He said the system's filtering network errs on the side of being too protective, which can sometimes prevent students from accessing legitimate Web sites while doing research for papers or projects. In the past 30 days, Hall County students collectively visited 220 million Web sites; 8 million of those were blocked by the filter program.
"The filtering that we have to do limits some of the resources that could be beneficial to our students, but the bottom line is we're going to filter," Turpin said. "As a parent of a child in Hall County schools, I do not want my child to be exposed to inappropriate content. Frankly, I've got a concern that some of our parents are a little naive about the need for filters on your home computer."
White said the technology gap between parents stuck in the Dewey decimal system era and their offspring - often members of the virtual world - gives kids an edge over parents in navigating around guardians' meager or sometimes nonexistent attempts to control their Web surfing.
In the past two years, White has spoken to more than 60 groups, including the Georgia Bureau of Investigation. She's also spoken at schools, civic group meetings, colleges and churches in an effort to help parents and educators catch up on the technology they need to keep children safe.
Turpin said many schools' guidance counselors also can provide parents with information on how to protect their students from accessing inappropriate online content from home.
Darby Thompson, 17, is a Lakeview Academy student who is part of the school's four-member E-Safe Georgia representative team. The group travels to middle schools in the metro-Atlanta area to teach kids ways to keep themselves out of trouble online.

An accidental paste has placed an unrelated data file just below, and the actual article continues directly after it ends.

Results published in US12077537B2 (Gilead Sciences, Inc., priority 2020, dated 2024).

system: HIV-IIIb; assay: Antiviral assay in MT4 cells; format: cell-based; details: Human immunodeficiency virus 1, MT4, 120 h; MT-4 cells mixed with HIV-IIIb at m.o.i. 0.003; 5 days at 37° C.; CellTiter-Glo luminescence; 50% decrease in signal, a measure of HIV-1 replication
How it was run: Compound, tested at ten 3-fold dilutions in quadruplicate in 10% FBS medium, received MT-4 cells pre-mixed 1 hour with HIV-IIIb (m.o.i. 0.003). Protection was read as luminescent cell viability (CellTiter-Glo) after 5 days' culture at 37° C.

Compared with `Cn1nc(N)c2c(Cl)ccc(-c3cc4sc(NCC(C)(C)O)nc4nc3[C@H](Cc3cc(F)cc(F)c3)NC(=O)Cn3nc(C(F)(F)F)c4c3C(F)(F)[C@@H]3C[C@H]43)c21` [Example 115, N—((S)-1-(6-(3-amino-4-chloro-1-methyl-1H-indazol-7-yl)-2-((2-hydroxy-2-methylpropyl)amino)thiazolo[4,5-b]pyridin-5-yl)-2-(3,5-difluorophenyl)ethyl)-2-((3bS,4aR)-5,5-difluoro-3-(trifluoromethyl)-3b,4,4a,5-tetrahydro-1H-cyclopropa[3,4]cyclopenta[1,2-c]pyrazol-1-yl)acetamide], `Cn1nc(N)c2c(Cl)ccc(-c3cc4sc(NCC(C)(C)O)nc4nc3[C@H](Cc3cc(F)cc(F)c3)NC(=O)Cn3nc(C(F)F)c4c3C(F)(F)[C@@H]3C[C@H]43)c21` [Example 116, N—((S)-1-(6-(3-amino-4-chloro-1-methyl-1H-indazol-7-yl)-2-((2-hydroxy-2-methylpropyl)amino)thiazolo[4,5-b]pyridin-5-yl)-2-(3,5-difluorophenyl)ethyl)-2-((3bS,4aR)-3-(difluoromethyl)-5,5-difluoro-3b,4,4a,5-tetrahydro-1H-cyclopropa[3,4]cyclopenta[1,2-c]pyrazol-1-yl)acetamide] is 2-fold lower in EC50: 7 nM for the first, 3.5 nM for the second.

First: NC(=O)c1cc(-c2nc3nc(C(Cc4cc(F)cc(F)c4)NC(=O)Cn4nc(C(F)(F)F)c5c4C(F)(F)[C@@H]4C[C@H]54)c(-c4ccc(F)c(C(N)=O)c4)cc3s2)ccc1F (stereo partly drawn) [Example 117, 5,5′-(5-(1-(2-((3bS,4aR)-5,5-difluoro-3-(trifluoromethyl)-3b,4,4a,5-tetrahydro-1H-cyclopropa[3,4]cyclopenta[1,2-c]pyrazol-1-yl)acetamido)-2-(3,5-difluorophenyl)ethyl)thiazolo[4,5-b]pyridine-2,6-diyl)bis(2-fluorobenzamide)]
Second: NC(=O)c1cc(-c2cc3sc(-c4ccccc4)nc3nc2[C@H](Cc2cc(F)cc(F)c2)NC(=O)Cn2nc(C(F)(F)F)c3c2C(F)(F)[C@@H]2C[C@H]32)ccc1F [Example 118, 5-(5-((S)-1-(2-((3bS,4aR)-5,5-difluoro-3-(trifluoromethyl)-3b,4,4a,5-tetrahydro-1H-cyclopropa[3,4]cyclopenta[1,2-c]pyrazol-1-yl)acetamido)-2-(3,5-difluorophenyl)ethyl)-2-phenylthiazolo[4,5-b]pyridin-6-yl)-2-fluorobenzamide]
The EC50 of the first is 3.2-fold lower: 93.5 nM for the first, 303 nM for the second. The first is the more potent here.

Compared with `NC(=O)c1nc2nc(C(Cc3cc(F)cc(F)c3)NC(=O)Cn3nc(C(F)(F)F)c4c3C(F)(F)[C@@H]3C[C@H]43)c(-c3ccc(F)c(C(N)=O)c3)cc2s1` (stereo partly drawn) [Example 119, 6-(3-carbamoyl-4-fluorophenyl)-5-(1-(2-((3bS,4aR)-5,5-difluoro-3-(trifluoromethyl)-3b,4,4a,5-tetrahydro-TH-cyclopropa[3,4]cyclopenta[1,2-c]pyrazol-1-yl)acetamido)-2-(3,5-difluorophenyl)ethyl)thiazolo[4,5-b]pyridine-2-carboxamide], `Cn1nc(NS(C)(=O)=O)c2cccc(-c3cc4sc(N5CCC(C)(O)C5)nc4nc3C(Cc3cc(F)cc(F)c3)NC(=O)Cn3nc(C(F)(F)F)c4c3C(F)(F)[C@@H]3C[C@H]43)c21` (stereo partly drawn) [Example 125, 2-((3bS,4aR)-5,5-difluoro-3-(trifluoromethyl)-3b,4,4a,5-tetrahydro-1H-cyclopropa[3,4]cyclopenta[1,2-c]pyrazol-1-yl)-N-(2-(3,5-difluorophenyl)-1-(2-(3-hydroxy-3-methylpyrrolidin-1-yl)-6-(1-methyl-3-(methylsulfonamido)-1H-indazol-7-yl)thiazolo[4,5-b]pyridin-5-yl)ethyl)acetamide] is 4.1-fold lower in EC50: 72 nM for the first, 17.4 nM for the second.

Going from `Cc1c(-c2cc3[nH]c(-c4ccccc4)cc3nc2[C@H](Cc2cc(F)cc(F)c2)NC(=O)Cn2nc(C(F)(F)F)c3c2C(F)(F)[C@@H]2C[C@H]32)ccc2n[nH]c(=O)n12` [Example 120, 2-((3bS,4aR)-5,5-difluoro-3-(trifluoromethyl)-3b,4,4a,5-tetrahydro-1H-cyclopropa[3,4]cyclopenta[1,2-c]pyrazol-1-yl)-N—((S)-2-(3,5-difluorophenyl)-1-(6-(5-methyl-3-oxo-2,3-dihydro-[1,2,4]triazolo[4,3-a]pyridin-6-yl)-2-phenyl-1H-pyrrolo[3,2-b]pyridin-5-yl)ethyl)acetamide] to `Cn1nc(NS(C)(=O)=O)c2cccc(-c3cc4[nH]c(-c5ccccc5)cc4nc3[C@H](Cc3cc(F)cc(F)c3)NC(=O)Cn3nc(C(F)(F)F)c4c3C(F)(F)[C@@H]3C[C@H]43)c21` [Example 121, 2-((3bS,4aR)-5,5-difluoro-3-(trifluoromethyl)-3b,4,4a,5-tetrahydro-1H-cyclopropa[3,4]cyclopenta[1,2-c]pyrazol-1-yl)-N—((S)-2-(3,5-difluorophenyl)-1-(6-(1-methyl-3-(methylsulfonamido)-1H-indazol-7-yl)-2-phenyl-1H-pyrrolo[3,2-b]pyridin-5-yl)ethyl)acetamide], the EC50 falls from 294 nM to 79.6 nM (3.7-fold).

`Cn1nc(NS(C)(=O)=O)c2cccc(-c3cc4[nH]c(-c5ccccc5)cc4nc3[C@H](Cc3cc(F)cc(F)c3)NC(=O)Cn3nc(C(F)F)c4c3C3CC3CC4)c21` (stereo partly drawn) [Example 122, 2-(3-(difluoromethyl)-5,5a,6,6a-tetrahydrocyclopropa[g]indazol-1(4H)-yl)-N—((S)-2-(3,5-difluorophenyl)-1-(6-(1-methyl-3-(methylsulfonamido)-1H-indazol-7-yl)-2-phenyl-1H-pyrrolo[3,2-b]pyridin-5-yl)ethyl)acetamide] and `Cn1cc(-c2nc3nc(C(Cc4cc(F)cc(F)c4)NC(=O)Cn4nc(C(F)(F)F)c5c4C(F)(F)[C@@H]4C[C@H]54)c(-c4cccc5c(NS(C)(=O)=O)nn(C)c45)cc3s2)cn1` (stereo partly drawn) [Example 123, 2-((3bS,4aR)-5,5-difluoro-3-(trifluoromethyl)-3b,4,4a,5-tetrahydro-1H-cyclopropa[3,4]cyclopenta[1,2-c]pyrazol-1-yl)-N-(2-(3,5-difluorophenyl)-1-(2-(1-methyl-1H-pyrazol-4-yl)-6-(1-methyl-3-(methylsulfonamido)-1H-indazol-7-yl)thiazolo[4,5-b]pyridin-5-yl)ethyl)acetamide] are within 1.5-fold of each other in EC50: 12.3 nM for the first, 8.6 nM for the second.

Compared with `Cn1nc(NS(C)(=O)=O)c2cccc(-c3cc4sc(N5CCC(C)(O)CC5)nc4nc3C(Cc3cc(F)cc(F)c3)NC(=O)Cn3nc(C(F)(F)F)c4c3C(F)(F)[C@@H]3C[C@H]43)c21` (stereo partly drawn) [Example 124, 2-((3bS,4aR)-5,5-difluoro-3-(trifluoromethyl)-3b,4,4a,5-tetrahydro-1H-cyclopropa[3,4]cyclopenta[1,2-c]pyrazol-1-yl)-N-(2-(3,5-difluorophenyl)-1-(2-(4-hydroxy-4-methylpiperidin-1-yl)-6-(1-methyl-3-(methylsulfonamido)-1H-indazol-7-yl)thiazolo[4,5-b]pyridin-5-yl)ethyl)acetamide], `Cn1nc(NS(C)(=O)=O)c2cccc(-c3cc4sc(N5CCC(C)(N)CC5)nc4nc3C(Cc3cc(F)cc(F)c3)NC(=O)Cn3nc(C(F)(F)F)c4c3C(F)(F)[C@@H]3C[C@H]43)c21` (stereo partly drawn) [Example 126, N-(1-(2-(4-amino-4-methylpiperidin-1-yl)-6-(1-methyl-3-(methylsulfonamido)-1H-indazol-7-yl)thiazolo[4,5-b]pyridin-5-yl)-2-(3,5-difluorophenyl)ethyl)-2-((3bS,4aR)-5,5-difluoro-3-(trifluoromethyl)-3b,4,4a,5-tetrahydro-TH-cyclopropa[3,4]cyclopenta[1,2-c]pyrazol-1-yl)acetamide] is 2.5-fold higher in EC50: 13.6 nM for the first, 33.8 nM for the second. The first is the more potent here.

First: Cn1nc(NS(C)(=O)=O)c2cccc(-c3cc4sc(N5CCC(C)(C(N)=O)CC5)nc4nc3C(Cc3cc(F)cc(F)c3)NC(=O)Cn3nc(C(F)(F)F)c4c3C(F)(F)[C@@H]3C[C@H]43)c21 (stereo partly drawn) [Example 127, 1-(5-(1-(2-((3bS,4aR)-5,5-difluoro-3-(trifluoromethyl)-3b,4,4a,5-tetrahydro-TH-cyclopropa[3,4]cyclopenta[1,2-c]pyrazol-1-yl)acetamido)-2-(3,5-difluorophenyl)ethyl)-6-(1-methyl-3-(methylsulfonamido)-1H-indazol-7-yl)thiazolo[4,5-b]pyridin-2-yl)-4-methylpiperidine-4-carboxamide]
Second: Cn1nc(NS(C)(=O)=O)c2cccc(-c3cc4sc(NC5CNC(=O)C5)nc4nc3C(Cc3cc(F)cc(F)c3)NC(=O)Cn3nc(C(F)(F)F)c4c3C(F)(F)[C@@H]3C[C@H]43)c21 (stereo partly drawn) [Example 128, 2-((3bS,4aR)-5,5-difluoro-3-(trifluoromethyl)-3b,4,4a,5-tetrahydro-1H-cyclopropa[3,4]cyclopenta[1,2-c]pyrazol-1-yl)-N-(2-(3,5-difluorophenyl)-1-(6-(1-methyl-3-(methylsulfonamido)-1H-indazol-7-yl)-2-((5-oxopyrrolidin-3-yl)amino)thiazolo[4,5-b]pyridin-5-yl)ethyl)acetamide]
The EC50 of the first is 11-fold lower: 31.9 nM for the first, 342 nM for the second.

"I think it's more effective when they hear it from high school students or teenagers than adults," she said.
Thompson added that kids are increasingly technologically savvy, and parents should pay attention to children's online habits. She said her mother is her friend on Facebook, and often keeps tabs on her online existence.
"I think there is a gap in that some of the parents don't realize that ... some of the kids know tricks and can go and get around things beyond their parents' imagination," she said.
White said, however, too often kids don't have to go looking for trouble. Many times, it finds them.
She urges parents to sit down with children in their early elementary years to discuss basic rules of the Internet. White said it's important to teach children how to block e-mails or messages from people online who make them feel uncomfortable, and to direct kids to immediately inform a parent or adult.
She suggests parents establish Internet safety contracts with their children, so kids will know what is appropriate and what is not.
White said within four years, technology experts estimate 53 percent of elementary school children will be members of a virtual world, where even a 55-year-old man can pose as an adorable penguin in the virtual world Club Penguin.
"This is huge in our society," she said.